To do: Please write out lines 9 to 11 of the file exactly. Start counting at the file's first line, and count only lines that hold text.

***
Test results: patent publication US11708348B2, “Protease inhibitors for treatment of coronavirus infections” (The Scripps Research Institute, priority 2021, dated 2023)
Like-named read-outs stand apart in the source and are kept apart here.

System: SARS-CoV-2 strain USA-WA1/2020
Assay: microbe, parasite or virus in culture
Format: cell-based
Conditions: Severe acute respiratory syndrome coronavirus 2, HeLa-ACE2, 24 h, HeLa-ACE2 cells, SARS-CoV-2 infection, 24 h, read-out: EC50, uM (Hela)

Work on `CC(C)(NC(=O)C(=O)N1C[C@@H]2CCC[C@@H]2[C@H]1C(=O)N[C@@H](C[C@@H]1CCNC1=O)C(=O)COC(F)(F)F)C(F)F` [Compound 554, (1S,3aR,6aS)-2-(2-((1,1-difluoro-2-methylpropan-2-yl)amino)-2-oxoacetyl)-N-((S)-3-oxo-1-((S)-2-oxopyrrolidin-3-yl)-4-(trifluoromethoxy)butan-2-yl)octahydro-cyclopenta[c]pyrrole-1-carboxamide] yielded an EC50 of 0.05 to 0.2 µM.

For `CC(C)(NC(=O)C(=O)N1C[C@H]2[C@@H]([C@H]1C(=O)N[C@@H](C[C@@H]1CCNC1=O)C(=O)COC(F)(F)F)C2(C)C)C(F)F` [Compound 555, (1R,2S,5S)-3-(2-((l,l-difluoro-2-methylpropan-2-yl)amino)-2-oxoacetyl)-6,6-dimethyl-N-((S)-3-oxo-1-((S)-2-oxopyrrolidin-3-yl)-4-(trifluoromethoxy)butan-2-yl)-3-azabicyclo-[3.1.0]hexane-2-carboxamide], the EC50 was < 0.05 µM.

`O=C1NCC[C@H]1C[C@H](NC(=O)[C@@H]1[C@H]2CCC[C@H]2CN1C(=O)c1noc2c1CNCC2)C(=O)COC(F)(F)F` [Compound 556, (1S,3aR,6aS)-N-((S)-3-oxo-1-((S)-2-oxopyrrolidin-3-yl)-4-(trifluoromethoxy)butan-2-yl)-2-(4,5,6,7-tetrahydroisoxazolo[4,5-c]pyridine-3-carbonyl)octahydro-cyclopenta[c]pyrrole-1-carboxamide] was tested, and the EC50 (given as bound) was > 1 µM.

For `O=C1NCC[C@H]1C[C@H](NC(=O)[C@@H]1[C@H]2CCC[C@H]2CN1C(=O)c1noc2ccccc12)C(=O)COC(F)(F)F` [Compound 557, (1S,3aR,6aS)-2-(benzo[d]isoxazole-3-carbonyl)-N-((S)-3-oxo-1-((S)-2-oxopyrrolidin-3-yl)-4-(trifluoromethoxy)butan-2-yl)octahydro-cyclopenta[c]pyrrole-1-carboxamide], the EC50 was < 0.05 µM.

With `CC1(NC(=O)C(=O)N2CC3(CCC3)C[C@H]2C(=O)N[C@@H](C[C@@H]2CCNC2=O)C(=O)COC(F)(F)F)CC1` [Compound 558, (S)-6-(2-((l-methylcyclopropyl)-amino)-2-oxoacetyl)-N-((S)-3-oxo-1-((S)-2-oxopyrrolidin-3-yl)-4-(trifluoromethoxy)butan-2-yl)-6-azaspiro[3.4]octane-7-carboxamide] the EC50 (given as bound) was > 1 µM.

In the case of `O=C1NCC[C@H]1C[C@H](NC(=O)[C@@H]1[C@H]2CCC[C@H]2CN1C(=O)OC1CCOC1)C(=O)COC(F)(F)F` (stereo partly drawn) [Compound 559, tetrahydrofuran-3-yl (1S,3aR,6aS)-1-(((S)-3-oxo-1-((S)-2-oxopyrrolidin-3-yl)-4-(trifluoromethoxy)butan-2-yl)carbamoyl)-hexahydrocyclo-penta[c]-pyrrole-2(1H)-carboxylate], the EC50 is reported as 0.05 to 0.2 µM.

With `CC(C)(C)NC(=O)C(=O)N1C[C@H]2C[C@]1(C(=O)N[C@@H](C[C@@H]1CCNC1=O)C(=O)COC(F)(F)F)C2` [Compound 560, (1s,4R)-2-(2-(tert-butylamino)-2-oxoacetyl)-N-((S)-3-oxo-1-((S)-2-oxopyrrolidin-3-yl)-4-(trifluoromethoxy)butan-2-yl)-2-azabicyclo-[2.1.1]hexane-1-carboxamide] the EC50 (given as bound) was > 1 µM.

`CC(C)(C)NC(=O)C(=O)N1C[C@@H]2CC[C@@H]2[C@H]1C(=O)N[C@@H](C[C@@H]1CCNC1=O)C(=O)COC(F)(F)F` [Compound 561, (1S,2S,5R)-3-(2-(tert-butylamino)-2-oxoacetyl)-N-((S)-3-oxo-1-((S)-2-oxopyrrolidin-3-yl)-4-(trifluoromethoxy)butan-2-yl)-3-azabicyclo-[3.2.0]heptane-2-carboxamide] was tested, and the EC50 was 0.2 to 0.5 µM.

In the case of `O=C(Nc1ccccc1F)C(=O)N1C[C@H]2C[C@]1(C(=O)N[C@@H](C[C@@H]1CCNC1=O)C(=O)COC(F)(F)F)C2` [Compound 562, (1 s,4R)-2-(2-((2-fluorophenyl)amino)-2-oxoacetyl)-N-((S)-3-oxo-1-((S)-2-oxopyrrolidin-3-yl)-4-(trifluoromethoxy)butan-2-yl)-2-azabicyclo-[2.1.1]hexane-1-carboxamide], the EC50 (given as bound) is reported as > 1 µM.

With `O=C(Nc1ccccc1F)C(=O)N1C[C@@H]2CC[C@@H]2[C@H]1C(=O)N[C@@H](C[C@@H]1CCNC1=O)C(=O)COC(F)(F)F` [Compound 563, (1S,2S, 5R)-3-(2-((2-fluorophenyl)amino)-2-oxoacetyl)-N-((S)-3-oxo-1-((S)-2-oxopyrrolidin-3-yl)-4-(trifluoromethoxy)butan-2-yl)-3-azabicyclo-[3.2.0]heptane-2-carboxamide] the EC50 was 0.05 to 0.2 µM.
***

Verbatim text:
`O=C1NCC[C@H]1C[C@H](NC(=O)[C@@H]1[C@H]2CCC[C@H]2CN1C(=O)c1noc2c1CNCC2)C(=O)COC(F)(F)F` [Compound 556, (1S,3aR,6aS)-N-((S)-3-oxo-1-((S)-2-oxopyrrolidin-3-yl)-4-(trifluoromethoxy)butan-2-yl)-2-(4,5,6,7-tetrahydroisoxazolo[4,5-c]pyridine-3-carbonyl)octahydro-cyclopenta[c]pyrrole-1-carboxamide] was tested, and the EC50 (given as bound) was > 1 µM.

For `O=C1NCC[C@H]1C[C@H](NC(=O)[C@@H]1[C@H]2CCC[C@H]2CN1C(=O)c1noc2ccccc12)C(=O)COC(F)(F)F` [Compound 557, (1S,3aR,6aS)-2-(benzo[d]isoxazole-3-carbonyl)-N-((S)-3-oxo-1-((S)-2-oxopyrrolidin-3-yl)-4-(trifluoromethoxy)butan-2-yl)octahydro-cyclopenta[c]pyrrole-1-carboxamide], the EC50 was < 0.05 µM.

With `CC1(NC(=O)C(=O)N2CC3(CCC3)C[C@H]2C(=O)N[C@@H](C[C@@H]2CCNC2=O)C(=O)COC(F)(F)F)CC1` [Compound 558, (S)-6-(2-((l-methylcyclopropyl)-amino)-2-oxoacetyl)-N-((S)-3-oxo-1-((S)-2-oxopyrrolidin-3-yl)-4-(trifluoromethoxy)butan-2-yl)-6-azaspiro[3.4]octane-7-carboxamide] the EC50 (given as bound) was > 1 µM.